I’m tired. You’re tired. We’re all tired. Sick and tired of the three years and counting of Brexit. Fed up. Almost screaming to escape from backstops, blame games, borders (hard or otherwise), Boris, and Brussels.
Several times in the past week I’ve tried to write this post. Each time, events have roared past me. For a week I’ve been waiting for the dust to settle.
On Wednesday last week I met my fellow committee members of Malvern4Europe. We decided on wording for a new leaflet campaign, and resolved to crank up the frequency of our popular street stalls to every Saturday. That night I went home to hear the news that the new Prime Minister, Boris Johnson, had announced he was proroguing Parliament, to deaden debate and force through a No Deal Brexit on 31 October. Our leaflet went on hold, while we prioritised more urgent action to protest this undemocratic and unconstitutional diktat.
So then I wanted to share with you the noise and camaraderie of the flash #StopTheCoup march in
Malvern on Thursday evening, when hundreds of local people turned out on word-of-mouth notice to protest the Government’s actions. This whole thing was now bigger than Brexit – nothing less than a fight to the death for our Parliamentary democracy.
On Saturday there was our wonderfully successful street stall outside the Great Malvern post office, when over 95% of the people we polled rejected Johnson’s right to prorogue, and demanded a second referendum. Blog time.
But before I could settle to write that post, word began to filter through that a widening group of Remain parties and Conservative MPs – the Rebel Alliance – were working together to table a motion preventing prorogation on Tuesday, to be followed if successful by another on Wednesday to rule out No Deal Brexit at the end of October. The PM would be obliged to request a further extension to Article 50, unless he could pull of the legerdemain of negotiating an acceptable deal. This seemed very unlikely, given no-one was actually negotiating with Europe anyway.
No point in blogging, I thought, till I knew what would happen in Parliament on Tuesday. I then spent the entire afternoon and evening doing something totally unprecedented: glued to BBC Parliament TV coverage, wine glass in one hand, order paper in the other. We screamed and shouted and groaned, and by the end we knew Parliament had finally taken back control. We watched, fascinated, as Boris Johnson popped up and down at the dispatch box like a manic Tweedledee, aided by the arrogant sleeping Caterpillar, Jacob Rees-Mogg.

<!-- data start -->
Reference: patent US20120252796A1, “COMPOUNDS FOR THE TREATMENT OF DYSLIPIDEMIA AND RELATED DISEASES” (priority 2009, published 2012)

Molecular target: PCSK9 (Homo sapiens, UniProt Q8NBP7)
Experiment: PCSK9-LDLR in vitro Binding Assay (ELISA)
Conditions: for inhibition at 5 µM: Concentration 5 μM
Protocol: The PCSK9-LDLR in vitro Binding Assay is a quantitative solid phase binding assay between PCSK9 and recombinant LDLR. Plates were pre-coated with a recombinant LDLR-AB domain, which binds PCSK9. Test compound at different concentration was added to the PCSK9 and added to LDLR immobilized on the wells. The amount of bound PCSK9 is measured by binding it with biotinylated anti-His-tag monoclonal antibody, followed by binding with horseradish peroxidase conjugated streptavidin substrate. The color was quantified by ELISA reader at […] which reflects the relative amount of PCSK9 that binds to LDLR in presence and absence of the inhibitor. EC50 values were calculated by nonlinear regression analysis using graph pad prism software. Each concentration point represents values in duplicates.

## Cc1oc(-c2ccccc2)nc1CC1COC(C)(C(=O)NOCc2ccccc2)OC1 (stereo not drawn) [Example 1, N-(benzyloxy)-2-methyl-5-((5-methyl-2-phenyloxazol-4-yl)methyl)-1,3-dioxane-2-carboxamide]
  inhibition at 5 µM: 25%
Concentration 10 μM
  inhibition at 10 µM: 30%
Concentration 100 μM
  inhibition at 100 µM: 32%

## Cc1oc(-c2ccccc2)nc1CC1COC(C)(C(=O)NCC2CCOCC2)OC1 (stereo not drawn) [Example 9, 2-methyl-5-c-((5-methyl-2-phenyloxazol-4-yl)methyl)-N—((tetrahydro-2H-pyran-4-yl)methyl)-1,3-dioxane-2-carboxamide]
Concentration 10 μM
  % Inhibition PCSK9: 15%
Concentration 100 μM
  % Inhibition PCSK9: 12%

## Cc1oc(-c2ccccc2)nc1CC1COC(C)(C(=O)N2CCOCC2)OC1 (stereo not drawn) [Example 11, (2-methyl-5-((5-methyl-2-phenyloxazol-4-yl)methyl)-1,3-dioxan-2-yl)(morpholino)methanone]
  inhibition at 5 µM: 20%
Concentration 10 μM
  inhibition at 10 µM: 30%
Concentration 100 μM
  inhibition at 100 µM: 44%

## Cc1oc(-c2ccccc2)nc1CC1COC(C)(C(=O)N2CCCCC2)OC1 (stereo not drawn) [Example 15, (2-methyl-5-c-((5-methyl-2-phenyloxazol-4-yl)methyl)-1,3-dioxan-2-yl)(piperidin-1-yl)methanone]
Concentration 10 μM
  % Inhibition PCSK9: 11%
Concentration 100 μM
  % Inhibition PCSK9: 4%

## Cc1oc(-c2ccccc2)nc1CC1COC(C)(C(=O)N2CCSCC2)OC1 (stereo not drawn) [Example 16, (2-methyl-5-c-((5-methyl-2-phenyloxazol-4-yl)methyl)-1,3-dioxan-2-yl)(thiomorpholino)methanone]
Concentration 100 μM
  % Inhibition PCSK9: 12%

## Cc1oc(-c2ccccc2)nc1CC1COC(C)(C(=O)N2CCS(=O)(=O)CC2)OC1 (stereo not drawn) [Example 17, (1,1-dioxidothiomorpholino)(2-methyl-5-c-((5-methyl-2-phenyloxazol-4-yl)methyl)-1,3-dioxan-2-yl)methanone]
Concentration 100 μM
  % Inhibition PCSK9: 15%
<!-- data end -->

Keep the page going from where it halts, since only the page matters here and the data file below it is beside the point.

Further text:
Since then, the dizzying avalanche of news has continued: Boris Johnson reeling as he loses three votes in the Commons; Jacob Rees-Mogg revealing how literally laid-back and reptilian he is; Dr Philip Lee, Tory MP, crossing the floor in the most dramatic way
to join the LibDems; Johnson sacking 21 senior Tory rebels, including two former Chancellors and the grandson of his hero Winston Churchill, thereby smashing his own majority into splinters; and today maybe the biggest shock of all – Johnson’s own brother Jo resigning from Government and party.
Add into the mix, somehow, the news that Theresa May’s much-hated deal has apparently been resurrected, and like the ghost of Banquo has materialised to join in the feast of delights that Parliament has become.
And now the prospect of a snap election draws closer.
So the right time for a considered reflective blog won’t happen anytime soon, and this is all I can offer for now. The dust cloud hasn’t settled, but instead risen into a raging hurricane. I sincerely hope it will be less damaging than Dorian; but right now we’re all up in the air, being whirled around by the tempest that is British politics.
All I can say for sure at the moment is: we’re not in Kansas anymore.
Death and the Dreadnought, by Robert Wilton. Published Sharpe Books, Feb 2019.
The year is 1910. Britain and Germany are racing for naval armaments superiority. The Dreadnoughts – possessors of large gun turrets providing uniform and overwhelming firepower – are the new British answer to the German threat. The Germans are desperate to catch up, and will cavil at nothing to turn the tables in this superpower conflict.Continue reading “Book Review: Death and the Dreadnought”→
In 225AD a tall fair-haired woman called Julia Aurelianus lives in a pretty townhouse in Aquae Sulis (modern Bath). Julia is an independent woman of means, a cultured high-status aristocrat and a healer who works at the clinic attached to the temple of Sulis Minerva. She is an educated, sophisticated citizen of the Roman Empire, living nearly two hundred years after the Roman invasion of Britain. She believes the Roman Empire will last for ever. But at the same time, she is a proud Durotrigian, with deep roots in a British identity, and a leading role as a tribal noble. Continue reading “Leaving Europe: we’ve done that before”→
After three years of Brexit, it’s easy to feel jaded, worn out and helpless. Whichever way you voted in the referendum of June 2016, I’ll bet my Grandma’s best black hat you didn’t think you were voting for the mess we’re all in now. It would be so easy to give up, to throw our hands in the air and join the many who are saying, ‘I want it all to go away. Just get on with it.’